Your Surgeon Could Taxi to the Operating Room


Two medical professionals stand in front of a runway with a plane

At High Flight Hospital in Kitty Hawk, NC, surgeons taxi their way down surgical runways to make operating room processes run effectively.


Hospitals focus on admitting and discharging patients efficiently and safely. It is no wonder why medical centers look to other industries for ideas on safety protocols. High risk businesses such as the airline industry use protocols that focus on safety.


Dr. Harry Throttle, DO, chief of surgery at High Flight Hospital developed the surgical taxi method to create more efficient surgeons and more safe conditions for patients. Dr. Throttle explains, “One day I was washing my hands before surgery. I thought about what it would take to create a better, more efficient surgery process. We go to the operating room, and we are organized. A nurse hands me a towel and helps me put on surgical gloves. We have lots of rooms going at the same time with elective and emergency surgeries. During surgeries, we want to be cost effective by using fewer towels to dry our hands. We should flap our arms to facilitate air-drying. That is what I did as a medical student. We also need to mimic the efficiency of planes taxiing down the runway.”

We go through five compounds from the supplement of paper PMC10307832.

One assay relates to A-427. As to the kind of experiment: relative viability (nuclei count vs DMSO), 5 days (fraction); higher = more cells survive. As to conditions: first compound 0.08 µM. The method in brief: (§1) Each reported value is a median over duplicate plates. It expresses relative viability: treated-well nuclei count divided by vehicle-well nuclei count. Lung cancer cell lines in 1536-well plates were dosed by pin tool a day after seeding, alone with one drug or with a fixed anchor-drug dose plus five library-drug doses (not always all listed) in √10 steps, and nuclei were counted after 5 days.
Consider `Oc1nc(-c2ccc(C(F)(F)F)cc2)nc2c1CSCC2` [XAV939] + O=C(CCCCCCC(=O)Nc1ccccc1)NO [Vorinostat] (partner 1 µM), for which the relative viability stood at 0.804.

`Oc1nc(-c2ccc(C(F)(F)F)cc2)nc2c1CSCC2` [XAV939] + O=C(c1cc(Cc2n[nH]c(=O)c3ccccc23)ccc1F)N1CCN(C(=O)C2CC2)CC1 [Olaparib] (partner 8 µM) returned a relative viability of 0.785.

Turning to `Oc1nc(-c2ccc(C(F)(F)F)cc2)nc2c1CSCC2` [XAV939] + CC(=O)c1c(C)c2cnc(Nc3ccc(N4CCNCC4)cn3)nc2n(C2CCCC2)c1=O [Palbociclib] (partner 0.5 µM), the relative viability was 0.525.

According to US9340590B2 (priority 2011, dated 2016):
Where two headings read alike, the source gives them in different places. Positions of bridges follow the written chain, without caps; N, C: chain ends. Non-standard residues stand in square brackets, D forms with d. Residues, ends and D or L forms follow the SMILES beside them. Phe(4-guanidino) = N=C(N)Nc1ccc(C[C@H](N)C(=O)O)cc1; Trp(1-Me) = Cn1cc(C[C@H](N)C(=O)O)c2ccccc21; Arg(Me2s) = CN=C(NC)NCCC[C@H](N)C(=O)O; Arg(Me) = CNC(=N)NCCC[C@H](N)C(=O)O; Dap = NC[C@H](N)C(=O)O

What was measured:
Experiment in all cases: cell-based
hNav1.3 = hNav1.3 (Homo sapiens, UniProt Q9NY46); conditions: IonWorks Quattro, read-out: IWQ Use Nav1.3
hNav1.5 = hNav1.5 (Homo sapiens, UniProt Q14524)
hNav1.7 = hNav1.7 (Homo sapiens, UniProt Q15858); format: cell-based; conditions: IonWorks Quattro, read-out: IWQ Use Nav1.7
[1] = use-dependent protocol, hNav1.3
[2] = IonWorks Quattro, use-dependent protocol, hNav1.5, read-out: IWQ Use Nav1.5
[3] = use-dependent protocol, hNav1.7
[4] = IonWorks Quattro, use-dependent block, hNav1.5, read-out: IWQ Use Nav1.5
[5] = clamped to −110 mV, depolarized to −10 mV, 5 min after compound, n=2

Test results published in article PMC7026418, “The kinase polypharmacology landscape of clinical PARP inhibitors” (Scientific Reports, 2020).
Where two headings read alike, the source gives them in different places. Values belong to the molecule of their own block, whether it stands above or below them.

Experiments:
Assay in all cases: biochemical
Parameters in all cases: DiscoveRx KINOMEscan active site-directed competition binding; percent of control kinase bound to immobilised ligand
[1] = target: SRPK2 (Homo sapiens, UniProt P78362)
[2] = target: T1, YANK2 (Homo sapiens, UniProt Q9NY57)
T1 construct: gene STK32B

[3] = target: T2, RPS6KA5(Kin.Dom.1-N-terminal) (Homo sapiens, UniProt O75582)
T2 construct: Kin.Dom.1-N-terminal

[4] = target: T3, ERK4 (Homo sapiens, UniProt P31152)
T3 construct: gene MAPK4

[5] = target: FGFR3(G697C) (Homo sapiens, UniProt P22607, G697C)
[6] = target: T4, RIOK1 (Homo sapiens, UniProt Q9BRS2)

"We should flap our arms to facilitate air-drying"

The process of doctors taxiing their way to the operating room is innovative. Surgeons line up in sequence, so they go efficiently to their assigned operating room. Like air traffic controllers, High Flight’s surgery schedulers work with Operating Room Traffic Control to get surgeons into their procedures on time. “We save time without cutting quality or safety. While taxiing, the doctors flap their arms to dry their hands. This saves on towels for hand drying,” says Dr. Throttle.


Vice chair of operations, Penelope Rudder, is excited about the opportunity for efficiency. “We need the right surgeon in the right operating room at the right time. Planes taxi down runways, so I am willing to give the taxi method a try,” says Rudder.

Instead of scrubs, surgeons will wear flight-suit onesies. “My toddler wears a onesie, so I did not know how well this idea would go over. But our surgeons appreciate the thoughtfulness!” reports Dr. Throttle. “Of Course, these are short sleeve onesies. The short sleeves allow for proper hand washing and surgical gloves.”


The taxi method may catch on, as High Flight Hospital collects data on the efficiency of this process.

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